Tripura, the northeastern state currently ruled by the Left Front led by the Communist Party of India-Marxist, is possibly the only one in India where the government continues to sponsor a over five century-old Durga Puja, that is also closely overseen by the erstwhile royal family.
With ‘Maha Sasthi’ or ‘Bodhan’ — the welcoming of the Durga idols — the five-day long Puja began on Monday at the famed Durgabari temple, located in front of the 114-year-old Ujjayanta Palace, eastern India’s biggest royal mansion.
“A few years after the beginning of the royal era in Tripura, the erstwhile kings started Durga Puja over 500 years ago,” Dulal Bhattacharjee, the octogenarian chief priest of Durgabari temple, told.
He said: “The capital of the princely dynasty along with royal temple moved three different places – Udaipur, Amarpur and Puran Habeli before the state headquarters and the capital city along with the Durgabari temple settled in Agartala 177 years ago in 1838 by then Maharaja Krishna Kishore Manikya (1830-49).”
“The district magistrate of West Tripura earlier has to report in writing about the preparations at Durgabari to the former royal family and submit a final report after completion of the mega puja,” Bhattacharjee said.
“Now this practice has been slightly modified. However, every affair of the Dura Puja is approved by surviving elderly royal family member, Maharani Bibhu Kumari Devi,” he addeed.
Bhattacharjee has been getting Rs.6,000 as monthly honourium from the state government as chief priest of Durgabari temple. Bhattacharjee, who is associated with the Durga Puja for more than 60 years, said it is on the final day of Dashami that the real splendour of the festival unfolds.
“The idols of Durgabari that lead the Dashami procession are the first to be immersed at Dashamighat here with full state honours, with the state police band playing the national song.”
As Bhattacharjee aged and became sick, his son Jayanta managed all traditional rituals of the puja. “The state government like in previous years has sanctioned Rs.3 lakh this year for the Durga Puja at this royal temple,” said junior Bhattacharjee.
Historian and writer Panna Lal Roy told: “Tripura is the only Indian state where the state government, be it of the Left or non-Left parties, is at the forefront of funding such a Hindu puja. The tradition has been going on since Tripura’s merger with the Indian union and has been on during Communist rule in the state as well.”
A part of the fortress and royal mansion continues to be the abode of the former princely family and the remaining palace served as the Tripura assembly till 2009. It has now been turned into eastern India’s biggest museum conserving the history, life and culture of northeast India.
At the end of 517-year rule by 184 kings, on October 15, 1949, the erstwhile princely state came under the administrative control of the Indian government after a merger agreement signed between Kanchan Prabha Devi, then regent maharani, and the Indian governor general.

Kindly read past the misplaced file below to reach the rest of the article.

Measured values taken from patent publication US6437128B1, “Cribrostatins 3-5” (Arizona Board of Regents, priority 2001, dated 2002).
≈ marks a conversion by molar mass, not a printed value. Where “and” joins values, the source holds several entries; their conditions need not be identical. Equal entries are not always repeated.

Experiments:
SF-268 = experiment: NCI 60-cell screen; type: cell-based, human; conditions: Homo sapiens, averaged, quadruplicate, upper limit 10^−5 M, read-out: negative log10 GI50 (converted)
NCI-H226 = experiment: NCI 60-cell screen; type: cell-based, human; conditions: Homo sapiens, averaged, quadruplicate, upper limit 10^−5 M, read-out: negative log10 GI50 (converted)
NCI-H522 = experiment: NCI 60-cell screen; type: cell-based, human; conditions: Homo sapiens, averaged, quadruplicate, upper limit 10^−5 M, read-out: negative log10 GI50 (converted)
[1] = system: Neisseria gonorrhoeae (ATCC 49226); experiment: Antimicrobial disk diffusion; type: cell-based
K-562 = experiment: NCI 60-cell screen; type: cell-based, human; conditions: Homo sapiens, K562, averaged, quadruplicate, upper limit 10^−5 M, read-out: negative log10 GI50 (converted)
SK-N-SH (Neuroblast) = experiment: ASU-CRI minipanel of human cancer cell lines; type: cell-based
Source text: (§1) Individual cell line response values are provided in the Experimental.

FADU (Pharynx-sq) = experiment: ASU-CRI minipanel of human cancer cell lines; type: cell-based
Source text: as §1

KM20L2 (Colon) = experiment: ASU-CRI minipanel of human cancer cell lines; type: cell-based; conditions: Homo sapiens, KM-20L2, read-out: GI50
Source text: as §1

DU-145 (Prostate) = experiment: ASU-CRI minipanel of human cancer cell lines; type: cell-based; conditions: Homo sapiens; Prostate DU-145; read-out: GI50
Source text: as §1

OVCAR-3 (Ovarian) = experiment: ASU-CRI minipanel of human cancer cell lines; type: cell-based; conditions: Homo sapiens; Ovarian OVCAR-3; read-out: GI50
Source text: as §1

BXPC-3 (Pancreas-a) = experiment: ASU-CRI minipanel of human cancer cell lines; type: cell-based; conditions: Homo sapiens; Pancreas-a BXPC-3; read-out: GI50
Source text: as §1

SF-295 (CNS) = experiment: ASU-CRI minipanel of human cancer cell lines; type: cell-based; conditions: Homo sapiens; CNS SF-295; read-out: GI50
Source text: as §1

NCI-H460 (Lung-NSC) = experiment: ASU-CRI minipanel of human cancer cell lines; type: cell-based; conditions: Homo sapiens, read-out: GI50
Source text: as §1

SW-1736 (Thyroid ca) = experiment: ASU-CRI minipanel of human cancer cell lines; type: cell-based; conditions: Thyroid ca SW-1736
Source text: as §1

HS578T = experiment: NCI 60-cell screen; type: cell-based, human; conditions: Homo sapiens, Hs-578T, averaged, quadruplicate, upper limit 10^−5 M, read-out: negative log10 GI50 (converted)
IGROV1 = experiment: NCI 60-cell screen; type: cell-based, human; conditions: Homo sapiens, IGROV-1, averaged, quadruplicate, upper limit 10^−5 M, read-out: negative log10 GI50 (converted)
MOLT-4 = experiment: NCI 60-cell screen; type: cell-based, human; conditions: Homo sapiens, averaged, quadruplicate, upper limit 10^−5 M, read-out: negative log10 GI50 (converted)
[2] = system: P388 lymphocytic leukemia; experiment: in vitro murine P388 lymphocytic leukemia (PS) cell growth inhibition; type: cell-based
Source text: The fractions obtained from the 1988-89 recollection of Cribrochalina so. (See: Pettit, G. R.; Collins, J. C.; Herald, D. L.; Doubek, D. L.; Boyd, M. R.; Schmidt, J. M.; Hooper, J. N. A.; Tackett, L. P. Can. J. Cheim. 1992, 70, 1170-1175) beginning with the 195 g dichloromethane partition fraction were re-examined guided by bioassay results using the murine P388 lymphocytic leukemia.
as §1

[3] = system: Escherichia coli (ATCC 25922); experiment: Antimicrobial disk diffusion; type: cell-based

The merger agreement made it mandatory for the Tripura government to continue the sponsorship of temples run by the Hindu princely rulers. This continues even six-and-half decades after Independence. A full-fledged division – Debarchan Vibhag – under district magistrates in four of Tripura’s eight districts now bears this responsibility and the entire expenditure of eight temples, including that of Durgabari, is met by the government.
“Before starting the five-day long worship of Durga and her four children, a procession led by the head priest, escorted by Tripura Police, goes to the palace to seek the consent of the former royal family to begin the puja of the deities at Durgabari,” said an official of the west Tripura district administration.
“A young buffalo, several goats and pigeons are sacrificed during the five-day festival at Durgabari in the presence of thousands of devotees – all at government expense,” the official told.
People For Animals (PFA) chairperson Maneka Gandhi, currently union minister of women and child development, in a letter to the district magistrates earlier asked them to stop “cruel killing of animals in the temples” during religious festivities.
Historian Roy, who wrote many books on the royal era, said: “The Durga Puja in Durabari temple is unique in the sense that the prasad (holy offering) includes meat, fish, eggs and, of course, fruits.”
Though at least 2,500 community and about 100 family Durga Pujas are being held in Tripura, the Durga Puja at the Durgabari temple remains the main attraction for numerous reasons, including for its centuries old customs, kept alive by the royal family.
Traditional themes, prevailing issues and events continue to dominate puja pandals in the state with historical events forming part of the themes for decorations.
“Unlike in the past, there are no reports about extremists creating problems or asking people not to organise the puja. The number of Durga Pujas has also increased in rural and remote areas,” Tripura’s Inspector General of Police Nepal Das told.